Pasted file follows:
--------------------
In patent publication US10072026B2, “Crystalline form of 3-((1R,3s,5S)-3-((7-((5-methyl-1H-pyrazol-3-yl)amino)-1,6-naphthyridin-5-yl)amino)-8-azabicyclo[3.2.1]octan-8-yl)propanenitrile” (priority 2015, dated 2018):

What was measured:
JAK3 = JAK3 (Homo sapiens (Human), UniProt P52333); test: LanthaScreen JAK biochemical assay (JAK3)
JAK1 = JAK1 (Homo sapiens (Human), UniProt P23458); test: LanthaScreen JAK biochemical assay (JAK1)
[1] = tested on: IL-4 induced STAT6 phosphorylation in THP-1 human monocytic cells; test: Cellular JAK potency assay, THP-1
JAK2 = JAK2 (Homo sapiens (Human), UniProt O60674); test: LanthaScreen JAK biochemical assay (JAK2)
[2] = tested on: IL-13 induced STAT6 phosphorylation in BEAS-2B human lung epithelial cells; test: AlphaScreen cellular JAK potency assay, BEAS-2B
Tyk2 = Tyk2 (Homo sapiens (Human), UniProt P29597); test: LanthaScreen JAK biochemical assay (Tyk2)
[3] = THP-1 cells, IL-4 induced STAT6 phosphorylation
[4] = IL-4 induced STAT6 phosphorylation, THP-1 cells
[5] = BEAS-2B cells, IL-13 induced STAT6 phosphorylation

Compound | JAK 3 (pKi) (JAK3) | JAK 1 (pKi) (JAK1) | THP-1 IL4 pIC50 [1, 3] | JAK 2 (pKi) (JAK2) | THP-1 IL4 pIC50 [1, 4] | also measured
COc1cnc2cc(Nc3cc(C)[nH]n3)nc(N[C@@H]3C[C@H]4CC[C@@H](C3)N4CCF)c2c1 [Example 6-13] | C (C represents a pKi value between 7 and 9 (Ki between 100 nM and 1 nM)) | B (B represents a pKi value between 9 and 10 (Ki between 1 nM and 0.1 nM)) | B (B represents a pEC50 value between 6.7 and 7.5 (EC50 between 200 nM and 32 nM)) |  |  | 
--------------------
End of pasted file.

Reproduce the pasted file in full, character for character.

In patent publication US10072026B2, “Crystalline form of 3-((1R,3s,5S)-3-((7-((5-methyl-1H-pyrazol-3-yl)amino)-1,6-naphthyridin-5-yl)amino)-8-azabicyclo[3.2.1]octan-8-yl)propanenitrile” (priority 2015, dated 2018):

What was measured:
JAK3 = JAK3 (Homo sapiens (Human), UniProt P52333); test: LanthaScreen JAK biochemical assay (JAK3)
JAK1 = JAK1 (Homo sapiens (Human), UniProt P23458); test: LanthaScreen JAK biochemical assay (JAK1)
[1] = tested on: IL-4 induced STAT6 phosphorylation in THP-1 human monocytic cells; test: Cellular JAK potency assay, THP-1
JAK2 = JAK2 (Homo sapiens (Human), UniProt O60674); test: LanthaScreen JAK biochemical assay (JAK2)
[2] = tested on: IL-13 induced STAT6 phosphorylation in BEAS-2B human lung epithelial cells; test: AlphaScreen cellular JAK potency assay, BEAS-2B
Tyk2 = Tyk2 (Homo sapiens (Human), UniProt P29597); test: LanthaScreen JAK biochemical assay (Tyk2)
[3] = THP-1 cells, IL-4 induced STAT6 phosphorylation
[4] = IL-4 induced STAT6 phosphorylation, THP-1 cells
[5] = BEAS-2B cells, IL-13 induced STAT6 phosphorylation

Compound | JAK 3 (pKi) (JAK3) | JAK 1 (pKi) (JAK1) | THP-1 IL4 pIC50 [1, 3] | JAK 2 (pKi) (JAK2) | THP-1 IL4 pIC50 [1, 4] | also measured
COc1cnc2cc(Nc3cc(C)[nH]n3)nc(N[C@@H]3C[C@H]4CC[C@@H](C3)N4CCF)c2c1 [Example 6-13] | C (C represents a pKi value between 7 and 9 (Ki between 100 nM and 1 nM)) | B (B represents a pKi value between 9 and 10 (Ki between 1 nM and 0.1 nM)) | B (B represents a pEC50 value between 6.7 and 7.5 (EC50 between 200 nM and 32 nM)) |  |  | 